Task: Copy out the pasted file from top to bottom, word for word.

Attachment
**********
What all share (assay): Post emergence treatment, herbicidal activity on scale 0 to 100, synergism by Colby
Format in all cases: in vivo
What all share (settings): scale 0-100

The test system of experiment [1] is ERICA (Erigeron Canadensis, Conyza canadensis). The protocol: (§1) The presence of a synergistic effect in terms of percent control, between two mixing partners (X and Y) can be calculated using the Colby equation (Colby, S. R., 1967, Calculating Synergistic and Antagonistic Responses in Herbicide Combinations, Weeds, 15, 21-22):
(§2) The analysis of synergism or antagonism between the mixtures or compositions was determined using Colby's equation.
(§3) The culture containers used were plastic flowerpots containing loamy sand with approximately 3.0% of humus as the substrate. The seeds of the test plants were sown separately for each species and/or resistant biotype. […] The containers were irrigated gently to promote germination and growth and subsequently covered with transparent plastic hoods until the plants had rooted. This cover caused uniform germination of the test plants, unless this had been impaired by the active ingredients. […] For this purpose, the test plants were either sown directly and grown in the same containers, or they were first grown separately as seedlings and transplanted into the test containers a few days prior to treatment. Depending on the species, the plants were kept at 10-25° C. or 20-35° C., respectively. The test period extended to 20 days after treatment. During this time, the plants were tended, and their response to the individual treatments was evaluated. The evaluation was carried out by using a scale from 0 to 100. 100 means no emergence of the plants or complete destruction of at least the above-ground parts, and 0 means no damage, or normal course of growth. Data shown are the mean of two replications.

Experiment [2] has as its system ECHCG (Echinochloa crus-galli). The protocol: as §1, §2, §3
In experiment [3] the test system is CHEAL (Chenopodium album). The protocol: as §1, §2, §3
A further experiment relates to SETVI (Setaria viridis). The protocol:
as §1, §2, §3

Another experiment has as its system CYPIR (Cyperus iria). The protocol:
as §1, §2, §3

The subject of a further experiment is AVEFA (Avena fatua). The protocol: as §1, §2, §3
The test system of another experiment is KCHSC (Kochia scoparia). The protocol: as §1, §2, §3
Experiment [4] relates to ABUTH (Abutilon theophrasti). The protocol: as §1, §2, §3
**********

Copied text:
What all share (assay): Post emergence treatment, herbicidal activity on scale 0 to 100, synergism by Colby
Format in all cases: in vivo
What all share (settings): scale 0-100

The test system of experiment [1] is ERICA (Erigeron Canadensis, Conyza canadensis). The protocol: (§1) The presence of a synergistic effect in terms of percent control, between two mixing partners (X and Y) can be calculated using the Colby equation (Colby, S. R., 1967, Calculating Synergistic and Antagonistic Responses in Herbicide Combinations, Weeds, 15, 21-22):
(§2) The analysis of synergism or antagonism between the mixtures or compositions was determined using Colby's equation.
(§3) The culture containers used were plastic flowerpots containing loamy sand with approximately 3.0% of humus as the substrate. The seeds of the test plants were sown separately for each species and/or resistant biotype. […] The containers were irrigated gently to promote germination and growth and subsequently covered with transparent plastic hoods until the plants had rooted. This cover caused uniform germination of the test plants, unless this had been impaired by the active ingredients. […] For this purpose, the test plants were either sown directly and grown in the same containers, or they were first grown separately as seedlings and transplanted into the test containers a few days prior to treatment. Depending on the species, the plants were kept at 10-25° C. or 20-35° C., respectively. The test period extended to 20 days after treatment. During this time, the plants were tended, and their response to the individual treatments was evaluated. The evaluation was carried out by using a scale from 0 to 100. 100 means no emergence of the plants or complete destruction of at least the above-ground parts, and 0 means no damage, or normal course of growth. Data shown are the mean of two replications.

Experiment [2] has as its system ECHCG (Echinochloa crus-galli). The protocol: as §1, §2, §3
In experiment [3] the test system is CHEAL (Chenopodium album). The protocol: as §1, §2, §3
A further experiment relates to SETVI (Setaria viridis). The protocol:
as §1, §2, §3

Another experiment has as its system CYPIR (Cyperus iria). The protocol:
as §1, §2, §3

The subject of a further experiment is AVEFA (Avena fatua). The protocol: as §1, §2, §3
The test system of another experiment is KCHSC (Kochia scoparia). The protocol: as §1, §2, §3
Experiment [4] relates to ABUTH (Abutilon theophrasti). The protocol: as §1, §2, §3